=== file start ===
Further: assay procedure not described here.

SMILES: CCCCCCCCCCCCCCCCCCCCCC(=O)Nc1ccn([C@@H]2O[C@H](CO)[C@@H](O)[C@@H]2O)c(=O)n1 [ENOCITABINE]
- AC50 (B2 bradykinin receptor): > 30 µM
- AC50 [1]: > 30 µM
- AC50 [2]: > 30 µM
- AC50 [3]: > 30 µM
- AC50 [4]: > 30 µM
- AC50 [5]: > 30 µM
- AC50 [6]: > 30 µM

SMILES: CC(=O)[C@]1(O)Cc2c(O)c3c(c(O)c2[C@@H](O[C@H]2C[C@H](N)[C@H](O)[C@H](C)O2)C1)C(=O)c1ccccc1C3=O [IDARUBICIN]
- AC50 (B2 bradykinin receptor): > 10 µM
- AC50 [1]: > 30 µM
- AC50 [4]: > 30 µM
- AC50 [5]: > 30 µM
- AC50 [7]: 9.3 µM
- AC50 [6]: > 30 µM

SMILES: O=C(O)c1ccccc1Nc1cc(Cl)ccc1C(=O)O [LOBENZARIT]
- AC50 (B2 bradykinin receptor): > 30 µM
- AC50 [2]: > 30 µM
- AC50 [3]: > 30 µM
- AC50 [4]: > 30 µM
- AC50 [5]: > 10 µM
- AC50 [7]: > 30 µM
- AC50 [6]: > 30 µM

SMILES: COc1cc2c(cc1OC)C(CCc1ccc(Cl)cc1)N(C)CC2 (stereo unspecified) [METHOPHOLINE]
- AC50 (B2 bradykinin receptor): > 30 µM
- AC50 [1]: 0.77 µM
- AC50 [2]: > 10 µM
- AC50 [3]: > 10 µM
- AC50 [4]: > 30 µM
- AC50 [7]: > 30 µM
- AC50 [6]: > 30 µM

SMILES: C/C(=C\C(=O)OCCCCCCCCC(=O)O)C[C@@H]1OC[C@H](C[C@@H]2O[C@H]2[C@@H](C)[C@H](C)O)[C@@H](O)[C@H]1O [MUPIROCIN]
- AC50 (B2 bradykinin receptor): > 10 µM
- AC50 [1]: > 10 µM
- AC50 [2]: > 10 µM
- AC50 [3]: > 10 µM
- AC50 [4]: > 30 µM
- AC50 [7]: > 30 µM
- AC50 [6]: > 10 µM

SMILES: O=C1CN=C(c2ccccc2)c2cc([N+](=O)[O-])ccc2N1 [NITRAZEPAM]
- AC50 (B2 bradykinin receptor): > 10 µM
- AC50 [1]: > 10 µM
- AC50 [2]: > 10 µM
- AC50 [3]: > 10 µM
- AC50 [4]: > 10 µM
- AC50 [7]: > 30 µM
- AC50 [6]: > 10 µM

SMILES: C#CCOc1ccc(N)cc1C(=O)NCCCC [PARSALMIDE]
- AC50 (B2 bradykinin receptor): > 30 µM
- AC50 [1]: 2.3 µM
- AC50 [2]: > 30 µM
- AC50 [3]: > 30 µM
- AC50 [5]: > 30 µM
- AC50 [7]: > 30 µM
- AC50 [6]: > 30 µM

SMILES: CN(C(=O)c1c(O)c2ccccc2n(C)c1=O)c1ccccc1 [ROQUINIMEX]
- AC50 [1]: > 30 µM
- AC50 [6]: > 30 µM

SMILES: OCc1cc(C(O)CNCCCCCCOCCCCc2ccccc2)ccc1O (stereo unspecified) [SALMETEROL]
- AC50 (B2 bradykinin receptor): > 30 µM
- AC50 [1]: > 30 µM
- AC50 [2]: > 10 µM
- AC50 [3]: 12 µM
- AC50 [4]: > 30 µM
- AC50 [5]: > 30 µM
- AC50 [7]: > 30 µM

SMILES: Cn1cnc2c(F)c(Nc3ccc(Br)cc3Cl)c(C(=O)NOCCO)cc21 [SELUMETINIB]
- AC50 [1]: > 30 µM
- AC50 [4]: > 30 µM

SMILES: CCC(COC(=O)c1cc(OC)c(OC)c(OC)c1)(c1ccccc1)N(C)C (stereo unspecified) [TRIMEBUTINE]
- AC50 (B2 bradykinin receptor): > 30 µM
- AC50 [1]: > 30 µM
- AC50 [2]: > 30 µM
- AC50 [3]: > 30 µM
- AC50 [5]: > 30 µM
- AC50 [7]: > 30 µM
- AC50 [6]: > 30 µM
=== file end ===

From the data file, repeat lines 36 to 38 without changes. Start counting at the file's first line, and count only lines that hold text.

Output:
- AC50 [2]: > 10 µM
- AC50 [3]: > 10 µM
- AC50 [4]: > 30 µM